Poetry - I love poetry and for that reason I think that's why each of my classes has come to love it too. I think children once they have understood that poetry is NOT to do with rhyming are exceptionally good at painting pictures with few words and I have often found my heart stop beating or tears welling up in my eyes when reading a particular phrase because they have captured something so perfectly and this can be even with children as young as six.
Performing poetry is another excellent way to bring children of all abilities together - the way the words sound or rhyme can bring links that children find much easier to remember than straight prose. Encouraging children in small mixed ability groups to read through a selection of poetry and select one or two which they wish to perform to the other groups has yielded some excellent co-operation, playing to their unique strengths and certainly bringing some out of their shells. I can whole heartedly recommend it for literacy lessons :)
Practical - as many of you working with children with special needs probably know these children can often be amongst the most practical of children in a class - far better than gifted and talented at times. I can certainly recall days out at museums where such children took the lead in solving the problems & doing the tasks set because it was practical and it made sense. Design & Technology lessons which include cooking, making models etc are such good examples of allowing the curriculum to be accessible to all if we don't rely on writing it all down!!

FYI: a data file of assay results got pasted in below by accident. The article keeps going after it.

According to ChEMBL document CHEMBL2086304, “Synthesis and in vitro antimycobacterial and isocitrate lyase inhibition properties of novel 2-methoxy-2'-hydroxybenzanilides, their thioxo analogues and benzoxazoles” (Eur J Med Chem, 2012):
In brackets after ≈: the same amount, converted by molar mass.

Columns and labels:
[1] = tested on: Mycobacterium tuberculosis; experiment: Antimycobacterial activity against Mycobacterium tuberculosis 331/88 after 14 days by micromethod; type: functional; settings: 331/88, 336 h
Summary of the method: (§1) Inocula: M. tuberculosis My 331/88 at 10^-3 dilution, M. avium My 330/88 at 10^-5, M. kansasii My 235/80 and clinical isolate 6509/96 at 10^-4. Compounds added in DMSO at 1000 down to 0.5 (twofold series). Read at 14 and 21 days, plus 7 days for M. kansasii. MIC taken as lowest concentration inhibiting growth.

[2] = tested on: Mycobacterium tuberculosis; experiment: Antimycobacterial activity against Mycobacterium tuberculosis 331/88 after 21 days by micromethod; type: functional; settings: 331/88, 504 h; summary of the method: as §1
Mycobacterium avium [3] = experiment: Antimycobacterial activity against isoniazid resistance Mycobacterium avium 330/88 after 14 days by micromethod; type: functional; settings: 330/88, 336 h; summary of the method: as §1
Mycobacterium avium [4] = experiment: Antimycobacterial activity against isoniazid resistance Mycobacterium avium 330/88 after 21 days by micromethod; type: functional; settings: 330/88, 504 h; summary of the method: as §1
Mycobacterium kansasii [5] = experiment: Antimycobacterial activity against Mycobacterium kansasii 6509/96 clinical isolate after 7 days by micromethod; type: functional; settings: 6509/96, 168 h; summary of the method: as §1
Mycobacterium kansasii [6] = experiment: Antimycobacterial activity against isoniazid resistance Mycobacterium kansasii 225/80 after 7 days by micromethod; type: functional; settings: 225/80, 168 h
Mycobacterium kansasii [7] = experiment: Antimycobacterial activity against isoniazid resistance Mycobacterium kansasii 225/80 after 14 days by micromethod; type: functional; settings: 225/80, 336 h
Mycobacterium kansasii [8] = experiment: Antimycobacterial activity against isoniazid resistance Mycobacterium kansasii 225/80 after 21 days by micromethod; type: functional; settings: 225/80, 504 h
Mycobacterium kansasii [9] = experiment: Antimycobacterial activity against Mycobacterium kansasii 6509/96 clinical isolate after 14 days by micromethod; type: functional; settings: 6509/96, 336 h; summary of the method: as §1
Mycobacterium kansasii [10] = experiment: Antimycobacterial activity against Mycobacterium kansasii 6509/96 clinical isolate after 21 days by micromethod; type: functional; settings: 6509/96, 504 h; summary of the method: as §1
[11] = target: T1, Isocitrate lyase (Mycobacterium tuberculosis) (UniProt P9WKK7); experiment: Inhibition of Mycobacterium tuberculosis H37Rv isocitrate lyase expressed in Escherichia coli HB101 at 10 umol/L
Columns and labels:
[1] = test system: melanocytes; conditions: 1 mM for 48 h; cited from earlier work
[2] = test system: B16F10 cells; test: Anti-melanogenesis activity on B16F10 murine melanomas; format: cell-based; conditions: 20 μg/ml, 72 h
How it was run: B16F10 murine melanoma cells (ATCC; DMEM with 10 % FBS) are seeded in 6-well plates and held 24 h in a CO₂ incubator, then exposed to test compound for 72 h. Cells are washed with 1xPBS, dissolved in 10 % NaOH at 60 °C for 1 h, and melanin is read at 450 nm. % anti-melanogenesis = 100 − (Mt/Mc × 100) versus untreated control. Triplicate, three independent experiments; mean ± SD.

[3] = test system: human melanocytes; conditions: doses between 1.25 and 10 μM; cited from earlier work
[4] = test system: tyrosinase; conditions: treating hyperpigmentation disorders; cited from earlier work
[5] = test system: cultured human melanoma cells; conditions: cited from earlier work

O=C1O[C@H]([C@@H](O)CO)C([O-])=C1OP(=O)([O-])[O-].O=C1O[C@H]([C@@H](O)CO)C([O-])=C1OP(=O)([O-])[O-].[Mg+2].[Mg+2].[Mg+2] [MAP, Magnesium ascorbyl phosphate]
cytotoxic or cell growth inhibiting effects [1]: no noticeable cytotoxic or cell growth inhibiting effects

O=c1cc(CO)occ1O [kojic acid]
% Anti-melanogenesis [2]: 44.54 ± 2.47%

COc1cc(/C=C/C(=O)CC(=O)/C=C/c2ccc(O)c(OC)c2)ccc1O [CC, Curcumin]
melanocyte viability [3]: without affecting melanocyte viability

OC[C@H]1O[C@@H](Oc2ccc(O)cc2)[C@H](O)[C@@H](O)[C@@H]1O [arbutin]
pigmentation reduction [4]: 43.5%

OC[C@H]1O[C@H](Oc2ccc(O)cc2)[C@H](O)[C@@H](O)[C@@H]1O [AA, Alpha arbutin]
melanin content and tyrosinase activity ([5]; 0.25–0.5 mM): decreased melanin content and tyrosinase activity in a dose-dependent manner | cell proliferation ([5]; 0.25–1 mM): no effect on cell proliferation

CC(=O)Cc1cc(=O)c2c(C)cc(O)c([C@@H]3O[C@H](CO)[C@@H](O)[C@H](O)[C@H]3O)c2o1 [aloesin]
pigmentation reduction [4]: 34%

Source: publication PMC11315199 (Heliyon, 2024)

I know I have had a lot more trouble with children who are more academic having a melt-down moment in such lessons because for the first time they couldn't get something to work but it is an excellent teaching point to get them to recognise how others must feel most of the time in class and how this might make them feel more sympathetic towards those that struggle with reading, writing or maths. I certainly remember struggling with these type of lessons at school as I got older and more academic - in fact I remember refusing to select Design Technology as an extra "free period" option when doing my "A" levels and managing to get the school to accept my plea to work with children in the remedial classes (as they were called then) further down the school. It was only when I studied DT whilst gaining my teaching qualification at university that I found it such a wonderful subject!!
Are you a practical person in your daily life? Did you enjoy these type of lessons at school?
Patchwork - by the time my son was born I had already amassed a number of knitted squares so the practical thing to do was to make a patchwork baby blanket which over the years has come in very useful - being small but warm, cosy and snuggly and easy to wash - very important when in contact with babies and small children - know what I mean??? Unfortunately, in this latest move it has been packed away somewhere and I can't find it to photograph & show to you - no doubt it will be un-earthed later in the year when I begin to get everything ship-shape again so I'll try to remember to post a photo then!!
I would like to knit myself a patchwork long cardigan/coat at some point. I really love this one
but know that my children would disown me if seen in public!!!
So it is more likely to end up looking like this:
Have you got any patchwork items and if so what? Do you wear any items of clothing that make your children run off and leave you if at all possible???
P is for Penguin - I created these cute little alphabetical penguins along with a list of their possible uses so please feel free to enjoy :)